trust your corporation for keyowner identification?

Paul R. Ramer free10pro at
Sun Nov 3 05:20:38 CET 2013

On 11/02/2013 07:34 PM, Leo Gaspard wrote:
> Well...
>  1) Checked by the other key's message. Because signed (K1) message from Alice,
>     saying she has access to K2, means any UID on K2 named Alice is as right as
>     the equivalent UID on K1. So the UIDs are correct.
>  2) Checked by the presence of the UID. Because, to add a UID, one must have
>     control of the secret key, and thus be able to decrypt / sign messages with
>     it. And, as stated in (1), the UIDs are valid. So Alice, who added the UIDs,
>     must have access to the secret key.
> The only case I could find of (2) invalid would be if Alice herself tried to
> trick you into signing a key with her name but used by Bob. Except it turns
> out that she could just as well have the key for the time of the key exchange,
> and then pass it to Bob.

In your points, (1) assumes that Key 2 has UIDs that are the same as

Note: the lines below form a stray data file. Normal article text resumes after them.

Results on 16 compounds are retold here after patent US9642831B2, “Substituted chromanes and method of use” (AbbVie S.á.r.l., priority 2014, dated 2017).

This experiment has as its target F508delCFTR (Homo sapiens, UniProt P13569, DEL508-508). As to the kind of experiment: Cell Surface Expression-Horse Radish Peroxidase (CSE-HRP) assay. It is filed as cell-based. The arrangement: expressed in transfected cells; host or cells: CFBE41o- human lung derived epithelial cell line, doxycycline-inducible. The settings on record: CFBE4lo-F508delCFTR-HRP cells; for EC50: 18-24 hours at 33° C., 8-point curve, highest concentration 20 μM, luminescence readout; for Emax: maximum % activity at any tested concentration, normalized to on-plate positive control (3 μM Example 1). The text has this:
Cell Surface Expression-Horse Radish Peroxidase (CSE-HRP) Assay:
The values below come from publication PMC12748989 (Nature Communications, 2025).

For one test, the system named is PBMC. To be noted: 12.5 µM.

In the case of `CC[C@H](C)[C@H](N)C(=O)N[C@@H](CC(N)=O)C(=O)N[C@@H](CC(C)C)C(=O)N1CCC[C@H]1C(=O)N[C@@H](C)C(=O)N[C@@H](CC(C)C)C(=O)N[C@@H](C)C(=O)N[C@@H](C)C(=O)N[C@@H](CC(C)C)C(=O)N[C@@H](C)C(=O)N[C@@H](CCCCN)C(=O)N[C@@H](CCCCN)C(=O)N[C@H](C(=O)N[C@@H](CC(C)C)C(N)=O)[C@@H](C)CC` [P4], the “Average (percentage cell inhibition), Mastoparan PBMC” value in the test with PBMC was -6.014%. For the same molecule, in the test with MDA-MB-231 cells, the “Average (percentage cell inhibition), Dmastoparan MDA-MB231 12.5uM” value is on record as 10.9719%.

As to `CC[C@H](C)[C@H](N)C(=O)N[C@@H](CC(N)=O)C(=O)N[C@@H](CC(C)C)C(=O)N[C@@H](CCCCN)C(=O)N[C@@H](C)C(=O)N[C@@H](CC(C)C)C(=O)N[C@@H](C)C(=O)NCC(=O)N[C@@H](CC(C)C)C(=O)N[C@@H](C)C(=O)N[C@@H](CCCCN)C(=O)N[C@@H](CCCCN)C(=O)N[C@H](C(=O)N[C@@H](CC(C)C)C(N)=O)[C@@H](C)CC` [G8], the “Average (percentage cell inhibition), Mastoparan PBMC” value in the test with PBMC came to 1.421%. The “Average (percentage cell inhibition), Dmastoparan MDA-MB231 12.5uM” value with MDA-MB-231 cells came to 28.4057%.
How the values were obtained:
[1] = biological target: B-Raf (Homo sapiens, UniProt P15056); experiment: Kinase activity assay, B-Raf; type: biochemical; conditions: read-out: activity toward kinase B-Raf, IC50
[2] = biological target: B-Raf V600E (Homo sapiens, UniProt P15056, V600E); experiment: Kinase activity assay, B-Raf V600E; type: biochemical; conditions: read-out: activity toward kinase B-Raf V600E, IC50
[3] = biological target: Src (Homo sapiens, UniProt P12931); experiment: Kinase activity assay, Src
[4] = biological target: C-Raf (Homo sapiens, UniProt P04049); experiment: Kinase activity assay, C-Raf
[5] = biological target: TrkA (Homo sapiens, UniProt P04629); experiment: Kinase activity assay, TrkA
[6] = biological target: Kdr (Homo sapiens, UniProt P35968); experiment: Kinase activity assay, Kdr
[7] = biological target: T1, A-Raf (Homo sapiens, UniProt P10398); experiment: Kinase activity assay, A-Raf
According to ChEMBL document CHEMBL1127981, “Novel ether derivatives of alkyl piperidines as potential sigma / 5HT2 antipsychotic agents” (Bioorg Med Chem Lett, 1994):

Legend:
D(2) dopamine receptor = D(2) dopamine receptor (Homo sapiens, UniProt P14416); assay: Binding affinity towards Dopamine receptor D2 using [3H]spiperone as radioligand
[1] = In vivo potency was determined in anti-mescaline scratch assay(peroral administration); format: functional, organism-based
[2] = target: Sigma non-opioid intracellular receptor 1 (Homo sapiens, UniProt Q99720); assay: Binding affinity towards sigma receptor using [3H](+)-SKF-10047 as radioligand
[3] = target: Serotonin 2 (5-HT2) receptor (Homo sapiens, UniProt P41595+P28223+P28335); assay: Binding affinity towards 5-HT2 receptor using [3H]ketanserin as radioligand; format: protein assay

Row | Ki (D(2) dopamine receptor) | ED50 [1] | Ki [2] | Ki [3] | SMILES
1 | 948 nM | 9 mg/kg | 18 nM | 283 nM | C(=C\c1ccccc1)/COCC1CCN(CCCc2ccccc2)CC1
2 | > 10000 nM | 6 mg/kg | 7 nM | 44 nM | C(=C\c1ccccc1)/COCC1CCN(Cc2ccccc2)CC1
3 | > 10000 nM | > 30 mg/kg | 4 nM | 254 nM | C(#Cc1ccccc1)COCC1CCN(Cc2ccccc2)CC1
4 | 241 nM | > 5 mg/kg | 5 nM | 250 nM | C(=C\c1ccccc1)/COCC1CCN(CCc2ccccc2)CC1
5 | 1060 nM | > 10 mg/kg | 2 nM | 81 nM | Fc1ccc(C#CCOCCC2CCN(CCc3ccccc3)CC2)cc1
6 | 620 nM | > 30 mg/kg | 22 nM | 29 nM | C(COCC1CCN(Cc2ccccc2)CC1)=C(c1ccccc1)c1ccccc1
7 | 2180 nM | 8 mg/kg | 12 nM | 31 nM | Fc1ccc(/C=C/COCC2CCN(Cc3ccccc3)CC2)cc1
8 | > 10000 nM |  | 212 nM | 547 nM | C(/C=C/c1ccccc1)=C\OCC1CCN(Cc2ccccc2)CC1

those on Key 1, i.e. their are no UIDs with new email addresses or
different names.  Likely, this would be true, but I am not making any
assumptions here on the UIDs.

As for (2), yes, whoever has control of the key must have created the
UIDs and can decrypt and sign messages.  But you are still assuming that
because Alice said that she owns Key 2, sent you a signed message saying
so, and the UIDs match those on Key 1 (most likely) that she has control
of the key and that you still do not need to verify that she can decrypt
and sign messages.

The probability that it is her key and that she does have control of it
is, I believe, high.  Being probable does not mean that you have
verified that she controls the key.



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